Seth Whitmer on healthcare administration

Seth Whitmer has been serving communities as a healthcare administrator for many years. He was born in Arizona and raised in Utah. He began working at the age of 14 when his father passed away. He was obliged to assist in supporting his six brothers and sisters. He was hired at a fencing business where he worked until he graduated from high school. Seth had many hours unaccompanied while he worked keeping the fencing yard property clean and tidy. He had time to explore his values and his future. He concluded that home, family, church, and community were the things that he valued unconditionally.

Seth Whitmer earned his bachelor's degree in health administration from Weber State University in Ogden, Utah.

After graduating with his bachelor's degree, Seth Whitmer began his career in the healthcare industry working in long-term care. During his time within the long-term care industry he was mentored by hospital CEO who had encouraged him to earn his master's degree.

Seth Whitmer went on to earn his master's degree in healthcare administration from the University of Washington in Seattle, Washington. While attending the University of Washington Seth met his wife Megan. They are happily married and now have five children.

Tell us a bit about what you do.

I am a healthcare administrator. This position is quite variable, and as such there is no “typical day-at-the-office”. There is a lot of interaction with people, and a lot of problem-solving that goes on during the day. We strategize and communicate to come up with the best solutions. The two main things that I do is work with people and I problem-solve.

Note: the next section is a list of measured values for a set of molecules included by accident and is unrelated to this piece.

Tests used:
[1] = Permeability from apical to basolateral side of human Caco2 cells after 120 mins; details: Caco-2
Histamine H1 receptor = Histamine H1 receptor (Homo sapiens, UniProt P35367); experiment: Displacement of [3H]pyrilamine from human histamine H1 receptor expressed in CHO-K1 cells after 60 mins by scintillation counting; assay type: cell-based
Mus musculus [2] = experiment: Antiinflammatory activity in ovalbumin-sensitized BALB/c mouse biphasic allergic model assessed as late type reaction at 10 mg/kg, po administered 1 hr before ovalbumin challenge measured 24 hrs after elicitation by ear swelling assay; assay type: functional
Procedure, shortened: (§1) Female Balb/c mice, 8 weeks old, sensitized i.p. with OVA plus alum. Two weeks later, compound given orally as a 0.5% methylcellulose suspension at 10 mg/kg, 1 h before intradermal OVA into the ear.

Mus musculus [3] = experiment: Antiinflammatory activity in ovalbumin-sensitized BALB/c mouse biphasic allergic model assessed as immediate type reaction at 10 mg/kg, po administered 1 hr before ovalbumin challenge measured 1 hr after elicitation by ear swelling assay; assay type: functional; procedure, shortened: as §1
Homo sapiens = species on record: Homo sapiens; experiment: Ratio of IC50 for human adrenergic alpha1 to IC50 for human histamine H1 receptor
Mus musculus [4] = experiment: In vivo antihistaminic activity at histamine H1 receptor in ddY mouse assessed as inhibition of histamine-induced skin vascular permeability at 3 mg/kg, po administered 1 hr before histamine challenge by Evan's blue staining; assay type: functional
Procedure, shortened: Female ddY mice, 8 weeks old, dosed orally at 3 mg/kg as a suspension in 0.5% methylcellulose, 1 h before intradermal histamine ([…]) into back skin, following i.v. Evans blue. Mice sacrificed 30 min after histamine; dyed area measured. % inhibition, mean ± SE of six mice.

What gave you the idea to go into healthcare administration? How did it start?

During school I was always fascinated by the healthcare industry. When I discovered a career path in healthcare administration, I fell in love with it. After I graduated, I found work in this field immediately and have been there ever since.

What’s your favorite thing about your chosen profession?

My favorite thing about my career is that I get to work with people. It is the communication and the friends I get to make. I like to see people improving and achieving success. Personally, that is my favorite thing about my career.

What keys to being productive can you share with us?

The key to being productive is having a plan. The plan doesn't have to be set in stone, but you should have a plan. You should be flexible in how you address this. Also don't ever think that you're the smartest person. Open communication is also important. Meaning, you're listening to other people's ideas and allowing feedback on yours. Some of the best decisions that I've made were in a group setting where everyone could express their thoughts and ideas freely. I guess the takeaway here is the way to success is having a plan, listening to others, and working hard. So much of our success is our will to make it happen.

Tell us one long-term goal in your career

My long-term goal is to continue to be someone that people can rely upon and look to for leadership. That is really my long-term goal, to be consistent, reliable, and honest in everything that I do.

What’s the most valuable lesson you’ve learned through the course of your career?